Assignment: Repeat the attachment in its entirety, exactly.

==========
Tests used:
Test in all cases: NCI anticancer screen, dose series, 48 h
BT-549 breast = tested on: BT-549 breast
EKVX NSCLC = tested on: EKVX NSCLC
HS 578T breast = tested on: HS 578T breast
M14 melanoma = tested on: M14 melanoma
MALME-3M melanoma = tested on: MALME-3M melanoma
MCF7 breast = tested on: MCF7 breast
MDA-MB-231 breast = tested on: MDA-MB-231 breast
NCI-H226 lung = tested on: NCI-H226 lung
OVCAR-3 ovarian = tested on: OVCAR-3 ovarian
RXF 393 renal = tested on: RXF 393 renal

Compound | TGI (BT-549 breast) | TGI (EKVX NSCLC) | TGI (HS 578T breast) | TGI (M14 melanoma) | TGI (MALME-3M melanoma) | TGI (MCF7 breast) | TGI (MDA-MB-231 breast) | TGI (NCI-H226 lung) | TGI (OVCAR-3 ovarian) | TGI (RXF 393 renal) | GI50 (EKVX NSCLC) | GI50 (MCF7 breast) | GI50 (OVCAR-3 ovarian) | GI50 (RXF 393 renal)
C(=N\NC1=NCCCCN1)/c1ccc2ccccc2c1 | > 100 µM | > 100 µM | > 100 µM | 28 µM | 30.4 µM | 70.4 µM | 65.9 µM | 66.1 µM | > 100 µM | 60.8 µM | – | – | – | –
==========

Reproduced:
Tests used:
Test in all cases: NCI anticancer screen, dose series, 48 h
BT-549 breast = tested on: BT-549 breast
EKVX NSCLC = tested on: EKVX NSCLC
HS 578T breast = tested on: HS 578T breast
M14 melanoma = tested on: M14 melanoma
MALME-3M melanoma = tested on: MALME-3M melanoma
MCF7 breast = tested on: MCF7 breast
MDA-MB-231 breast = tested on: MDA-MB-231 breast
NCI-H226 lung = tested on: NCI-H226 lung
OVCAR-3 ovarian = tested on: OVCAR-3 ovarian
RXF 393 renal = tested on: RXF 393 renal

Compound | TGI (BT-549 breast) | TGI (EKVX NSCLC) | TGI (HS 578T breast) | TGI (M14 melanoma) | TGI (MALME-3M melanoma) | TGI (MCF7 breast) | TGI (MDA-MB-231 breast) | TGI (NCI-H226 lung) | TGI (OVCAR-3 ovarian) | TGI (RXF 393 renal) | GI50 (EKVX NSCLC) | GI50 (MCF7 breast) | GI50 (OVCAR-3 ovarian) | GI50 (RXF 393 renal)
C(=N\NC1=NCCCCN1)/c1ccc2ccccc2c1 | > 100 µM | > 100 µM | > 100 µM | 28 µM | 30.4 µM | 70.4 µM | 65.9 µM | 66.1 µM | > 100 µM | 60.8 µM | – | – | – | –